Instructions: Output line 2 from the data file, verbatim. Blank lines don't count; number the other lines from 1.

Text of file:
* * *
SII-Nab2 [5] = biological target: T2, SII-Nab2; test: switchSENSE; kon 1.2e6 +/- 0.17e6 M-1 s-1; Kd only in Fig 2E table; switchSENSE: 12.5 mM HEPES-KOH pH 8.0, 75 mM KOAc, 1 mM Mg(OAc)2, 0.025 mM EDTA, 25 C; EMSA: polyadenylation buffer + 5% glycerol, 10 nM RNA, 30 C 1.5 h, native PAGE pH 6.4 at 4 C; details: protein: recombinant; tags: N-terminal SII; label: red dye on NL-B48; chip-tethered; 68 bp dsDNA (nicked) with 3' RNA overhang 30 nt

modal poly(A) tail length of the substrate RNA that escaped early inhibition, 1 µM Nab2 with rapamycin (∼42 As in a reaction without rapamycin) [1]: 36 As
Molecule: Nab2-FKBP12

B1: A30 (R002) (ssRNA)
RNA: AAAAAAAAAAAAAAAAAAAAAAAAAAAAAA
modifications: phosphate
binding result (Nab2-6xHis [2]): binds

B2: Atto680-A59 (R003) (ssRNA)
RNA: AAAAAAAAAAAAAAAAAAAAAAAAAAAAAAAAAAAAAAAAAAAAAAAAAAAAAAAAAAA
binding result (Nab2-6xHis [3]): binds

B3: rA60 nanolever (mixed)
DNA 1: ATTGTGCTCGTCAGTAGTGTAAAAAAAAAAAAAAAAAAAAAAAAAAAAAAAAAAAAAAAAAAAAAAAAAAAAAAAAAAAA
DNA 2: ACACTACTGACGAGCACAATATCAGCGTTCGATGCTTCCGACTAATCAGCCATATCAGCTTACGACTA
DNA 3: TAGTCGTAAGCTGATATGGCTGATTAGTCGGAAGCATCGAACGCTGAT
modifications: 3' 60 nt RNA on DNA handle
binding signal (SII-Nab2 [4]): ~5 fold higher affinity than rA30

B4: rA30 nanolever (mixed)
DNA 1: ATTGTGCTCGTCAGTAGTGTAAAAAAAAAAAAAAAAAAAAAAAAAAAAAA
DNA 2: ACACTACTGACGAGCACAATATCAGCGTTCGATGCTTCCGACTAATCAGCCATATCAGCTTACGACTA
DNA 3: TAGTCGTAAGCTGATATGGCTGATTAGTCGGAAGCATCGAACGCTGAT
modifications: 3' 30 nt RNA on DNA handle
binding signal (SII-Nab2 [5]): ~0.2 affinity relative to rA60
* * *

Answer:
modal poly(A) tail length of the substrate RNA that escaped early inhibition, 1 µM Nab2 with rapamycin (∼42 As in a reaction without rapamycin) [1]: 36 As